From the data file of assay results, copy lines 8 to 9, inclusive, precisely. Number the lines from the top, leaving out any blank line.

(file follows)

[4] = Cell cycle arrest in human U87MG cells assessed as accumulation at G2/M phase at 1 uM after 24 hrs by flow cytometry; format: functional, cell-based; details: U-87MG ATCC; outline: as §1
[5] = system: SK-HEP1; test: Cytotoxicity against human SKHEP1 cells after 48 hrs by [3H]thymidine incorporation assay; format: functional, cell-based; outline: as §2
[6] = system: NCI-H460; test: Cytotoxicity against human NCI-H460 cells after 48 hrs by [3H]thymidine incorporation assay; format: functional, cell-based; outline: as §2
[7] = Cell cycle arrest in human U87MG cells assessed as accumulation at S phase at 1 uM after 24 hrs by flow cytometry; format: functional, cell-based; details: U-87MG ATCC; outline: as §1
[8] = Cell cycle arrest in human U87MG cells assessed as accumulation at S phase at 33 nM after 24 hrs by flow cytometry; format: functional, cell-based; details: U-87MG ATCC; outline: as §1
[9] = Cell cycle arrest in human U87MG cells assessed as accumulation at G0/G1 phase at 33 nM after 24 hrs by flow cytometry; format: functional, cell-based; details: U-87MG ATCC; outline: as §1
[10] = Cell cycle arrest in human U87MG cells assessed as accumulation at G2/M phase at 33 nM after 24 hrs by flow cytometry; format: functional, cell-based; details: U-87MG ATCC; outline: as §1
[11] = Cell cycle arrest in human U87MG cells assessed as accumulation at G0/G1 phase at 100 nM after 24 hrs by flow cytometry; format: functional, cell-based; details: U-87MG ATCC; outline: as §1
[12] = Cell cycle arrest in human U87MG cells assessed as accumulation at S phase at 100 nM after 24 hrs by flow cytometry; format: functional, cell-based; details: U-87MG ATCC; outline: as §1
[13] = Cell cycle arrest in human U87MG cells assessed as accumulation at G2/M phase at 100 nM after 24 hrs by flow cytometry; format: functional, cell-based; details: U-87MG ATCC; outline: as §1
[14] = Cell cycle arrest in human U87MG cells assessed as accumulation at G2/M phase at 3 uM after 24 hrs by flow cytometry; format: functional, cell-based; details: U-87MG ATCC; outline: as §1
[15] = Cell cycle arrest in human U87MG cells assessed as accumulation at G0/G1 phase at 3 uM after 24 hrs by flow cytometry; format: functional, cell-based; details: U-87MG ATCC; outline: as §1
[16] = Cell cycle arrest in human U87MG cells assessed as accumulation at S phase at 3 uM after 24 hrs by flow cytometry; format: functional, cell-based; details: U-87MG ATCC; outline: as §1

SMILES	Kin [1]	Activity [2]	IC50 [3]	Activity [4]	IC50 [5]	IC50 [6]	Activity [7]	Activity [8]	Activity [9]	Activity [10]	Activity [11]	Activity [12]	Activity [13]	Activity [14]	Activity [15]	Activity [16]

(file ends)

[11] = Cell cycle arrest in human U87MG cells assessed as accumulation at G0/G1 phase at 100 nM after 24 hrs by flow cytometry; format: functional, cell-based; details: U-87MG ATCC; outline: as §1
[12] = Cell cycle arrest in human U87MG cells assessed as accumulation at S phase at 100 nM after 24 hrs by flow cytometry; format: functional, cell-based; details: U-87MG ATCC; outline: as §1